By Chris Lane
By Jeff Balke
By Aaron Reiss
By Angelica Leicht
By Dianna Wray
By Aaron Reiss
By Camilo Smith
By Craig Malisow
Laying it on: Thank you for such a well-researched article. What should arrive yesterday, but an annual fund appeal from the MFA ["What's Wrong with This Picture?" by Jennifer Mathieu, January 17]? I typed my response to Mr. Marzio as follows, the first clause repeated from the fund letter: "If creativity is one of the finest attributes of humanity, perhaps your generous board would fund, in the name of creativity, a $3,000 contribution in my name. My husband and I would then be eligible and delighted to attend the special Gallery 2002 April dinner at the home of Mr. and Mrs. Lay. If they're in the country. This country."
Seeking High Office
Up in smoke: Cannabis has no lethal dose, and its pharmacological effects have never caused a single death in over 5,000 years of recorded history ["Grassroots Campaign," by Wendy Grossman, January 10].
The (unseen) driving force against medical (or unrestricted adult) legalization of cannabis is the fact that cannabis can't be patented. This precludes the need for big business to be involved, and that fact makes cannabis commercially unattractive to the pharmaceutical, tobacco and alcohol industries (lobbies). It seems that if it can't be profitized successfully, then the government can't justify legalization even for the sick and dying.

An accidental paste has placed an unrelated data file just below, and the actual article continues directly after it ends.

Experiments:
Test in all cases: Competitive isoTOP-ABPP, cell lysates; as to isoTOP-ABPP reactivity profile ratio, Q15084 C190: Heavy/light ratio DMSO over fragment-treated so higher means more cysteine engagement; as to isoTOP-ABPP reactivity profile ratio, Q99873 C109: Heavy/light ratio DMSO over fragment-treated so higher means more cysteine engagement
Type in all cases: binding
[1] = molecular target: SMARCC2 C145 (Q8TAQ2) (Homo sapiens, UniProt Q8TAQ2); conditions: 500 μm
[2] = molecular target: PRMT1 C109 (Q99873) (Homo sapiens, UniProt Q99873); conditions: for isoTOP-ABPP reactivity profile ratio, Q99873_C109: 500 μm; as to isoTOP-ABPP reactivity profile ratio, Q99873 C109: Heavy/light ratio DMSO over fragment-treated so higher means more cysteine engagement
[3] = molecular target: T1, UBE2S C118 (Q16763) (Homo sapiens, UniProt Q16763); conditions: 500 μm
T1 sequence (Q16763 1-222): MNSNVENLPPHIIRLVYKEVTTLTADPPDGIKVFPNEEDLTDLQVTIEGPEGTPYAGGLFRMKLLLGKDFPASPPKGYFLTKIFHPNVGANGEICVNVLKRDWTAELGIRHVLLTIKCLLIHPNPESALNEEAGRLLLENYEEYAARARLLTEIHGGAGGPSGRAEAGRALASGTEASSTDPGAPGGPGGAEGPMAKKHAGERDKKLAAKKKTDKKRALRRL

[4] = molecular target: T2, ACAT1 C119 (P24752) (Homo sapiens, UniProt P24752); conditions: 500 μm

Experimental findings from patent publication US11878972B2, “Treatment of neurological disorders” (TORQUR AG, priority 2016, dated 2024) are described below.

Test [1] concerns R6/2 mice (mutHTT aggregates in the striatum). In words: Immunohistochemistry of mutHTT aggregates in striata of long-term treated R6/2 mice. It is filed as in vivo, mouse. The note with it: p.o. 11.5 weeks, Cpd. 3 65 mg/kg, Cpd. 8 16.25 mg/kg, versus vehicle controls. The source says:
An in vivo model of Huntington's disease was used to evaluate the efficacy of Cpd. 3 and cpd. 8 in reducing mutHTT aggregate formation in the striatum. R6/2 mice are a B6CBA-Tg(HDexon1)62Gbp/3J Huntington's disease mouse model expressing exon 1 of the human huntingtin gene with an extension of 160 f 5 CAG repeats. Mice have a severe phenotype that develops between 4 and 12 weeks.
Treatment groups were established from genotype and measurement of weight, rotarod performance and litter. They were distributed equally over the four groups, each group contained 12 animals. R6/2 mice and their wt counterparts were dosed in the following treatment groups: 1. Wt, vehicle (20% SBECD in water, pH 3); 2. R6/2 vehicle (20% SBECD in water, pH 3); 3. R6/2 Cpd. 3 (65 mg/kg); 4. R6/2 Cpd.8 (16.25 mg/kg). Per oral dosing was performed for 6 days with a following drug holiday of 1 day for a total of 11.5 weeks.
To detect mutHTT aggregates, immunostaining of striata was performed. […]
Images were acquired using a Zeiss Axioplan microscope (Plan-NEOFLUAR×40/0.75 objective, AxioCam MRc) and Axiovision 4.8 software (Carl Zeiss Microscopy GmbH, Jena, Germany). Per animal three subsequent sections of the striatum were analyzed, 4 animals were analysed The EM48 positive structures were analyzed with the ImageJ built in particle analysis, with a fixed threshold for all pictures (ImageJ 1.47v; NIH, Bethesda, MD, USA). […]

Furthermore, the war on cannabis drives the war on drugs. Without cannabis prohibition, the drug war would be reduced to a pillow fight. This is the politics and the economics of cannabis prohibition.
Maybe the corrupt politicians and media are required to adhere to the party line of cannabis prohibition because law enforcement, customs, the prison and military-industrial complex, the drug-testing industry, the "drug treatment" industry and the politicians can't live without the budget justification, not to mention the invisible profits, bribery, corruption and forfeiture benefits that prohibition affords them.
Myron Von Hollingsworth
Fire + Ice = Folly
A lesson to stomach: My fiancé and I loved eating at Fire + Ice and found it the perfect mix of fattening food to suit his tastes and healthy food to suit mine ["Too Hot to Handle," by George Alexander, January 10].
Every time we went there, though, we would be one of only two or three couples in the restaurant, be it Friday night or Sunday afternoon. We always thought that next time maybe business would pick up -- it never did. Fire + Ice suffered a slow, painful death.
To charge $15 to $20 for a meal in River Oaks expecting the elite to (gasp) select and "cook" their own food is a concept I never understood, especially considering the restaurant's trendier neighbors. We also never went there without a "buy one get one free" coupon, and suspect that the ready availability of those coupons didn't help business pick up much. I, for one, enjoyed the food and the concept, but it truly was a lesson in how not to open a restaurant in Houston.